"Olive oil is a fat obtained from the olive (the fruit of Olea europaea, family Oleaceae), a traditional tree crop of the Mediterranean Basin" [1] . Oil is most commonly used in cooking, but is also used for the production of cosmetics, pharmaceuticals and various kinds of soaps. The use of olive oil is very common throughout the whole world. Specifically, it was firstly used (over 5,000 years ago) in Mediterranean countries such as Spain, Malta, Greece, Italy, France and many more. Thus, as expected the three greater olive oil producers in the world are Spain, Italy and Greece which all together hold more than 75% of the global oil production. Oil can be sub-categorized as follows:

Virgin olive oil

Refined oil

Olive pomace oil

Fig. 6 Virgin olive oil

Health effects

Olive oil has a lot of positive health effects. The most important are analyzed below.

The first health effect of oil arises due to the presence of monounsaturated fats. Specifically, evidence occurring from various epidemiological studies have shown that this type of fats, do not prevent, but reduce significantly, the risk of coronary heart diseases.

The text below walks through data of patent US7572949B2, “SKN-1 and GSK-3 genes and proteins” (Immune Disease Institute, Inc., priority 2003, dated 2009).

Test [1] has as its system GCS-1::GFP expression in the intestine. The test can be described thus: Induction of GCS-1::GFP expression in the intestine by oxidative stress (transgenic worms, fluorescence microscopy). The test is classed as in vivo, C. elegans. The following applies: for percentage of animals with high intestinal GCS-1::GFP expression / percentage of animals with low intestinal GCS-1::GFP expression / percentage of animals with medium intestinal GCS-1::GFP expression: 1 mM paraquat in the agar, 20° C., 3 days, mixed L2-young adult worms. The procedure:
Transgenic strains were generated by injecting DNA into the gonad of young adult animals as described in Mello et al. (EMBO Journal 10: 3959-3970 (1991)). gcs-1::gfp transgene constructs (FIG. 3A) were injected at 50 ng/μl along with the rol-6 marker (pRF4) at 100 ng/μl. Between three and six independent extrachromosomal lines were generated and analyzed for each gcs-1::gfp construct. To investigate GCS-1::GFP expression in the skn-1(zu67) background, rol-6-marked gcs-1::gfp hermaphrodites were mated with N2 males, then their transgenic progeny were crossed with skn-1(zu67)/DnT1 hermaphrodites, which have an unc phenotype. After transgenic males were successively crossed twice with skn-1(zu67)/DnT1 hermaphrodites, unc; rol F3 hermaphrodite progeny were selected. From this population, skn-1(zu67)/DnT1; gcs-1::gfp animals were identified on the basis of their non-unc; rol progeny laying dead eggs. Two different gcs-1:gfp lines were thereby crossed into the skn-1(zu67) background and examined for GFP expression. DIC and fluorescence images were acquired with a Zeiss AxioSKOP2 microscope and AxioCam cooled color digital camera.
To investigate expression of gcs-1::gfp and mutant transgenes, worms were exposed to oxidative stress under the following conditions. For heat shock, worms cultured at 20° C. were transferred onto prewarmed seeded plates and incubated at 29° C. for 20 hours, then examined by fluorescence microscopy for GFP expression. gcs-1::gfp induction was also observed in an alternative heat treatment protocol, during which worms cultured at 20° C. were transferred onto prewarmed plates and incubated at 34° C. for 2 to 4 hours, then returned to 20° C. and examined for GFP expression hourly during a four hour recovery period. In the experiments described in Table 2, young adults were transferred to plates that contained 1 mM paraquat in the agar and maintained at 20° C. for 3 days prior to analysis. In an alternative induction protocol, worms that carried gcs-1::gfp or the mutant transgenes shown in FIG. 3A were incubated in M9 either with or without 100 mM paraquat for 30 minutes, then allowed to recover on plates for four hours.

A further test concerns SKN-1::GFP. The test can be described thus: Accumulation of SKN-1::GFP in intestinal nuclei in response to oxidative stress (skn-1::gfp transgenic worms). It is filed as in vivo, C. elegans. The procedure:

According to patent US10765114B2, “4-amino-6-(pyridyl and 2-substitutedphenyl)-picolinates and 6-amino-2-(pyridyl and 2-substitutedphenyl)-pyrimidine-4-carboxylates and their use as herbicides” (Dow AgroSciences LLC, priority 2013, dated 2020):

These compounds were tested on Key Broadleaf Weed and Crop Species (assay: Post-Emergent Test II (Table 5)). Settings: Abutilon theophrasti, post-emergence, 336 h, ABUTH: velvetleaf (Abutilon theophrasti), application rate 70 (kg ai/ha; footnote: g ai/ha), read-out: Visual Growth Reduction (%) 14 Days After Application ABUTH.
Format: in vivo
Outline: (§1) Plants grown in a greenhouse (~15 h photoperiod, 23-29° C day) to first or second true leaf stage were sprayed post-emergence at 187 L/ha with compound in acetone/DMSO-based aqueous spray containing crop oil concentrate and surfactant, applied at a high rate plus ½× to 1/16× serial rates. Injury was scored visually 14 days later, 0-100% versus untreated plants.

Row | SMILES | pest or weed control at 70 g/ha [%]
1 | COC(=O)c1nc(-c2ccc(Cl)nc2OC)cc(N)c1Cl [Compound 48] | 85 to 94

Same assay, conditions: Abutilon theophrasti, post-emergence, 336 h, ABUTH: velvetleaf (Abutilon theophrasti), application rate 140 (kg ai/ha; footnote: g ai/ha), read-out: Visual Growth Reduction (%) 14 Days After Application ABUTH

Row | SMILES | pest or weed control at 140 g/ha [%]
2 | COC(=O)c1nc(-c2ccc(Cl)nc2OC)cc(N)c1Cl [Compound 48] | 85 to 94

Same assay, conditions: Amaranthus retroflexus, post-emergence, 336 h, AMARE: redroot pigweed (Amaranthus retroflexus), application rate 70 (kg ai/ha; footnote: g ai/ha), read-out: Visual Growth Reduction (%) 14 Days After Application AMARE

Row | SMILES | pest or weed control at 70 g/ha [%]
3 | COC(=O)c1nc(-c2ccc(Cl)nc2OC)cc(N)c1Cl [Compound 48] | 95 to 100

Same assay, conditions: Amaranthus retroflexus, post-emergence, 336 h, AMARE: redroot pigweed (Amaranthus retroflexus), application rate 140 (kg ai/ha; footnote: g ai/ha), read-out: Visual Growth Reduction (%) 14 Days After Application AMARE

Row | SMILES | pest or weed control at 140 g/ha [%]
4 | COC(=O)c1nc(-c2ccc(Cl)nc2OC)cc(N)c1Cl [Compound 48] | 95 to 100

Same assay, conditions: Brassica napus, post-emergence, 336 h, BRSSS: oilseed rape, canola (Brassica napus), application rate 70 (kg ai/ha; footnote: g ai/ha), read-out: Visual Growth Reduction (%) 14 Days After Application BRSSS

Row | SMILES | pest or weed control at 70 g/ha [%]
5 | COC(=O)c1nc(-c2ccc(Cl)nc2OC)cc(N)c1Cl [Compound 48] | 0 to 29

Another health benefit of olive oil arises from the fact that oil is able to remove/change omega-6 fatty acids without needing to involve the use of omega-3 fatty acids. Thus, omega-3 fatty acids remain unchanged during the process of displacement of omega-6 fatty acids. This way, a greater balance between omega-6 fatty acids and omega-3 fatty acids is created in an individual's organism making it significantly more stable and healthy. Finally, oil due to this property is able to lower blood sugar levels and blood pressure.

Olive oil contains wide variety of valuable antioxidants such as vitamin E, carotenoids, hydroxyltyrosol etc. Hydroxytyrosol is thought to be the main antioxidant compound in olives, and believed to play a significant role in many health benefits attributed to olive oil. Furthermore, epidemiological studies suggest that olive oil has a protective effect against certain malignant tumors in the breast, prostate, endometrium and digestive tract. Research has revealed that the type rather than the quantity of fat seems to have more implications for cancer incidence. The above mentioned reasons and the fact that olive oil is the main oil of Mediterranean diet led us to the choice of virgin olive oil in the model system to study oxidative capacity of herbs and spices [6].